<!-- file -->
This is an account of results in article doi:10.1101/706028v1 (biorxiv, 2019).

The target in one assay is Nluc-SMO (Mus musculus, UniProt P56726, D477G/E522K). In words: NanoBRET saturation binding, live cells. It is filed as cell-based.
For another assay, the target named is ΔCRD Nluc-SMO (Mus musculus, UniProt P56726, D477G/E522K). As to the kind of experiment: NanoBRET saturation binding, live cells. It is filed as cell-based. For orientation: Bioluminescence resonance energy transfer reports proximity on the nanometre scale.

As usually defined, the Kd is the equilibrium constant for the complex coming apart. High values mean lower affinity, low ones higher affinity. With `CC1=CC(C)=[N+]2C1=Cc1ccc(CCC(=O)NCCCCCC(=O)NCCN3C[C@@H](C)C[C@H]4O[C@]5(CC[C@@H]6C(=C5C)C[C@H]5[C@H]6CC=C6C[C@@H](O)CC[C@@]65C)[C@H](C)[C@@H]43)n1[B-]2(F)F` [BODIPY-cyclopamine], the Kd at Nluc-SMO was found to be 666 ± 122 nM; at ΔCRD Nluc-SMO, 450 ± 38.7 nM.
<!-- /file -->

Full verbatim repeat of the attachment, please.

This is an account of results in article doi:10.1101/706028v1 (biorxiv, 2019).

The target in one assay is Nluc-SMO (Mus musculus, UniProt P56726, D477G/E522K). In words: NanoBRET saturation binding, live cells. It is filed as cell-based.
For another assay, the target named is ΔCRD Nluc-SMO (Mus musculus, UniProt P56726, D477G/E522K). As to the kind of experiment: NanoBRET saturation binding, live cells. It is filed as cell-based. For orientation: Bioluminescence resonance energy transfer reports proximity on the nanometre scale.

As usually defined, the Kd is the equilibrium constant for the complex coming apart. High values mean lower affinity, low ones higher affinity. With `CC1=CC(C)=[N+]2C1=Cc1ccc(CCC(=O)NCCCCCC(=O)NCCN3C[C@@H](C)C[C@H]4O[C@]5(CC[C@@H]6C(=C5C)C[C@H]5[C@H]6CC=C6C[C@@H](O)CC[C@@]65C)[C@H](C)[C@@H]43)n1[B-]2(F)F` [BODIPY-cyclopamine], the Kd at Nluc-SMO was found to be 666 ± 122 nM; at ΔCRD Nluc-SMO, 450 ± 38.7 nM.